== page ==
Consuming medical care (or rather, paying for it) is a mystery of modern life.
You don’t know what something is going to cost up front, neither can the medical care provider provide an estimate. Even so, it’s uncertain what you’ll get billed after insurance discounts, co-pays, and deductibles; from multiple providers, up to six months after the fact.
Most people who have worked for medium-sized to larger employers simply purchase whatever group health plan is offered. Or maybe there is a standard plan and an optional high deductible health plan, which costs less in monthly premiums, but the patient pays more for services provided. Relatively healthy people can often come out ahead, building up a Health Savings Account (HSA) to pay out of pocket expenses.
Ready for ‘concierge care?’
Then there are also Health Care Sharing Plans, which are not technically insurance, but spread risk across its membership. Sort of a co-op with monthly subscription payments.
Smart people can get confused real fast, but options exist for savvy consumers to combine payment and coverage options.
Some people don’t want to mess with it, and would rather avoid uncertainty, so feel a sense of security paying more up front for their employer’s standard PPO plan.
Some doctor office visits are better than others. Many patients may not find their primary care annual checkups very impressive, as the tendency in the industry is for maximum efficiency. That means patients wait a while, talk mostly to a nurse performing a data-gathering survey, then a doctor swoops in, confirms chart data, clarifies some outliers, then after five minutes has one foot out the door and maybe prescribes some blood work or other tests. Sound familiar?
Heather Hargrove of Liberty Family Medicine describes Direct Primary Care, a service model innovation which turns this on its head. It’s sometimes marketed as “concierge care.”
Typically, this is a monthly subscription which buys you access to a physician and their office resources. The doctor has recurring revenue ongoing, so can afford to carry smaller patient load and therefore under-book daily appointments, to be able to fit in urgent patient needs on short notice. The patient can email or text their doctor directly, something most people would find unimaginable, unless they otherwise knew the doctor personally.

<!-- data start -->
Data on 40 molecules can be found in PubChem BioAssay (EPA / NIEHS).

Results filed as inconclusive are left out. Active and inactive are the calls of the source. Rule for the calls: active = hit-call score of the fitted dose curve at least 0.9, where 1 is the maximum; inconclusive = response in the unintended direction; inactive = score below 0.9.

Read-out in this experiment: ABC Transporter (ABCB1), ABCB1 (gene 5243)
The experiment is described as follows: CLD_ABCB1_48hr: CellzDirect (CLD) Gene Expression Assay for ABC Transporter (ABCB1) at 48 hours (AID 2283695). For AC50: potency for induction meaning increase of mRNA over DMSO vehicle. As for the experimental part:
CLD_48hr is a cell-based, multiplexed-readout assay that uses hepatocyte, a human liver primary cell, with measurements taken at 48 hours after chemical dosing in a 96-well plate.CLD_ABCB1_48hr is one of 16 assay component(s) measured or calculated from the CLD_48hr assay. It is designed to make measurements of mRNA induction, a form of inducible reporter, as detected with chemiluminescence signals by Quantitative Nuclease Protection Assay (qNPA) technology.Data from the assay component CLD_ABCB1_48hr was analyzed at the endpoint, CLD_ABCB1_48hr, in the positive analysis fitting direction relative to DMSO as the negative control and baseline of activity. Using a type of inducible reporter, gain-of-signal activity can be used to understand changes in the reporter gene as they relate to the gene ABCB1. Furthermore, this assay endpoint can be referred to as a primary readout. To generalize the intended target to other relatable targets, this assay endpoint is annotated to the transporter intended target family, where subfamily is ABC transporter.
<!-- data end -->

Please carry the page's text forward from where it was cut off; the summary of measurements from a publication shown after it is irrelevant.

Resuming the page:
New habits for a new routine
Still, most health discussions revolve around cures for fixing ailments. Everybody knows that a clean diet of fresh fruits and vegetables, lean meat, and drinking water is good for a body.
That, coupled with a regular exercise regimen, as modern work has largely filtered out physical activity for most people. My cousin is a full-time family farmer, and he admits his job is mostly tractor driver and mechanic.
It seems many fit people who are busy make a recurring, set appointment for exercise. Home gym at 6 a.m. six days a week for 45 minutes. Every day after work run three miles out the trail and back. Each Saturday afternoon bike a 20–25-mile loop. Stretching and sit ups a half hour before bed every night. Whatever floats your boat, but make it a routine.
One fellow who’s a dedicated early bird on the home gym says he can feel it missing when traveling, or life otherwise disrupts this habit. The successful find it enjoyable, they look forward to the pleasure of huffing and puffing with muscle fatigue — like a runner’s high.
Wearables monitor … and track
For the motivated, or those less so, there are more tools available these days to track one’s health between doctor checkups. One example is wearable health monitors, often worn on the wrist 24/7.
A work colleague got an Amazon Halo and is obsessed. It tracks real time vitals like pulse, blood pressure, calories burned, blood oxygen levels.
It counts steps throughout the day, and records minutes at elevated heartbeat during exercise sessions. It somehow records sleep patterns, with duration of deep sleep and R.E.M. (when dreams are most prevalent). On-demand mobile dashboards serve as mission control of one’s inner workings.
Some devices can even register the tone of one’s voice throughout the day, as an indicator of stress. (Hello, Big Brother.)
There are rankings compared to other users in one’s age group — being in a top percentile for the week can be an extra motivator. One user describes it as “a game I play with myself.” Still, there are worse vices then going OCD over personal health stats.
Just loosen your belt?
There is a trend by some health plans to incentivize employees to record and provide such health metrics to get premium discounts, as healthy habits tend to lower plan expenses. Call it the gamification of personal health data.
I talked to someone who had a heart attack once, so now preaches to pay attention to chest pain in the night. With essentially having a hospital-like vital sign monitor on all the time, alerts from a smart watch might save lives.
Yours Truly may be above average fitness-wise, but my strategy is totally analog. No fiddling with peak heart rate targets or online step competitions. If I don’t accomplish at least two or three days per week of bike commuting to work, then the response is to refocus for next week. Or if pants start feeling snug around the waist, it’s time to refrain from the snacks for a while.
In this modern society, it can be counter-cultural to watch one’s health. For those with the desire, healthy habits are possible, and more tools are available for those who desire to get serious and take a proactive business-like management of their own well-being.
Steve Spellman is a lifelong Columbia-area resident and political observer.